The event is capped at 80 people and regularly sells out so we recommend attendees book early.
Tickets are priced at £15 per person, 6 people per team.
For more information or to book your tickets, click here.
- Baltic Irish Night: 14 March
The Baltic’s annual Irish Night will be held at The Brewery, Chiswell Street on Thursday 14 March.
The Baltic Irish Society, Irish night, is one of the most popular events of the Baltic’s social calendar. Held each March on the evening of the closest Thursday to St Patricks Day, it is regularly attended by over 500 people.
The format will be as in previous years, including the traditional sing-along.
Tickets are now available, costing £95 each and can be bought by contacting Colm Nolan by either the email or telephone details given below:
Please note that the Baltic have negotiated a new wine list with the Brewery, which includes alternative wines at a reduced rate from last year.
Ticket payment should be made to:
Sort code 50 00 00
Account number 15427080
Account: Baltic Exchange Irish Society
For those paying directly to the bank, please also email Simon O’Sullivan with payment details.
Baltic Irish Society needs you!
Members under 40 with Irish connections and an interest in having a more active role in the Baltic Irish Society are invited to contact Colm Nolan.
- Baltic ICS January lectures
The Baltic Exchange and Institute of Chartered Shipbrokers (ICS) will be presenting the third in the series of lectures on 30 January in Singapore, Shanghai, Athens and London.
Intended to support and develop brokers and operations professionals, the series will examine topical issues facing those working in chartering and operations roles, offering advice on best practice in critical situations and insight into the changing patterns affecting the shipping sector.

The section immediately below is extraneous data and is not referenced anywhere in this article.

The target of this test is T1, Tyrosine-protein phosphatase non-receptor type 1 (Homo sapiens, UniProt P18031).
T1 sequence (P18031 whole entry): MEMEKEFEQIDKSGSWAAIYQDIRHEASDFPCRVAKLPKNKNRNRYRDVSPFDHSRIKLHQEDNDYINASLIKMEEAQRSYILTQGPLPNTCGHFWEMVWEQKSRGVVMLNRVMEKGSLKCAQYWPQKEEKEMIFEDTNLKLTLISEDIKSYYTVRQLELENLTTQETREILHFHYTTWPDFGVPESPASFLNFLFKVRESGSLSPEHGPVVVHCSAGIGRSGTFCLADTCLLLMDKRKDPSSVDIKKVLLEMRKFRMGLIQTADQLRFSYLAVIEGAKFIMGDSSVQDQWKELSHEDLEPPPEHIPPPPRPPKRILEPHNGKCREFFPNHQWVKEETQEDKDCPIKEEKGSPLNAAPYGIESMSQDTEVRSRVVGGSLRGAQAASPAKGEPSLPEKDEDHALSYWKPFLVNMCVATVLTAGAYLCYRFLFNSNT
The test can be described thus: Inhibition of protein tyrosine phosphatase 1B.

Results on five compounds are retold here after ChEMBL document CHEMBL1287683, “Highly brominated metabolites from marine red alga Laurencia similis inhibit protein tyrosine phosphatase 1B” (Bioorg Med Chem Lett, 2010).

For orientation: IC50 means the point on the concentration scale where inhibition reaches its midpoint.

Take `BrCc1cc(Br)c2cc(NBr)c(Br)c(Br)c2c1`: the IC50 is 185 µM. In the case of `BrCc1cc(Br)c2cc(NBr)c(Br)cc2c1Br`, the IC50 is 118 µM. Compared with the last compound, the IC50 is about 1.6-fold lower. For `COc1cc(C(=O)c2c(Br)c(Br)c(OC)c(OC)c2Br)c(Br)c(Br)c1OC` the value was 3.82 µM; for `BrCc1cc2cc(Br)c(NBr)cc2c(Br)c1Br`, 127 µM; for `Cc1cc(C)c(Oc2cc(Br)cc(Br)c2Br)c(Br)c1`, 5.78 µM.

The third lecture will focus on economic cycles & shipping. Join shipping thought leaders for an open discussion on freight market cycles; how have trends in cargo flows changed and what has the impact been from the vessel supply side, as a result of the evolution of the shipowner and the ever-changing ROI horizons for their investors.
Guest speakers include:
Singapore | 30 Jan | 13.00
Global Head of Shipping, Anglo American
Shanghai | 30 Jan | 13.00
CEO, Asia Maritime Pacific
Athens | 30 Jan | 18.30
Director, Ursa Shipbrokers
*In celebration of the New Year, the Athens lecture will be held on the ‘Hellas Liberty’. The seminar will be followed by the cutting of the Vasilopita.
London | 30 Jan | 13.00
Dr Martin Stopford
Non-Executive President, Clarkson Research
This event is free to Baltic and ICS member companies. Those interested must register by email to firstname.lastname@example.org (reference: BXICS203)
View the flyer here.